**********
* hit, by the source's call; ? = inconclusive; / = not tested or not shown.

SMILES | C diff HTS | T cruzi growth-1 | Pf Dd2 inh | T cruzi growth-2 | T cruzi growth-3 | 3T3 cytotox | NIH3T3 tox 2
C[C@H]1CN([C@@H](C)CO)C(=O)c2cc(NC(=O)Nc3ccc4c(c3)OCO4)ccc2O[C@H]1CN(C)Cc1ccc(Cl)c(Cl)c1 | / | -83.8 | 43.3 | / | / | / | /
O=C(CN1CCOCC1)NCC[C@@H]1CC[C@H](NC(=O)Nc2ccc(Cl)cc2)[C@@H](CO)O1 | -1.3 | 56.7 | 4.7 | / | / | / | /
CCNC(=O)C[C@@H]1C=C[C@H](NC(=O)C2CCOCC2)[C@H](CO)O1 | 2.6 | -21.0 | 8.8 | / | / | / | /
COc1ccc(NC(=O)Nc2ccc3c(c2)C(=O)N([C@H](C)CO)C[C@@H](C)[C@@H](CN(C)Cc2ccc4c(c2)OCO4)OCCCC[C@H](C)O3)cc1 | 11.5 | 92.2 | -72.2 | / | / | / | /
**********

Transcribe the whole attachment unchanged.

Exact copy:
* hit, by the source's call; ? = inconclusive; / = not tested or not shown.

SMILES | C diff HTS | T cruzi growth-1 | Pf Dd2 inh | T cruzi growth-2 | T cruzi growth-3 | 3T3 cytotox | NIH3T3 tox 2
C[C@H]1CN([C@@H](C)CO)C(=O)c2cc(NC(=O)Nc3ccc4c(c3)OCO4)ccc2O[C@H]1CN(C)Cc1ccc(Cl)c(Cl)c1 | / | -83.8 | 43.3 | / | / | / | /
O=C(CN1CCOCC1)NCC[C@@H]1CC[C@H](NC(=O)Nc2ccc(Cl)cc2)[C@@H](CO)O1 | -1.3 | 56.7 | 4.7 | / | / | / | /
CCNC(=O)C[C@@H]1C=C[C@H](NC(=O)C2CCOCC2)[C@H](CO)O1 | 2.6 | -21.0 | 8.8 | / | / | / | /
COc1ccc(NC(=O)Nc2ccc3c(c2)C(=O)N([C@H](C)CO)C[C@@H](C)[C@@H](CN(C)Cc2ccc4c(c2)OCO4)OCCCC[C@H](C)O3)cc1 | 11.5 | 92.2 | -72.2 | / | / | / | /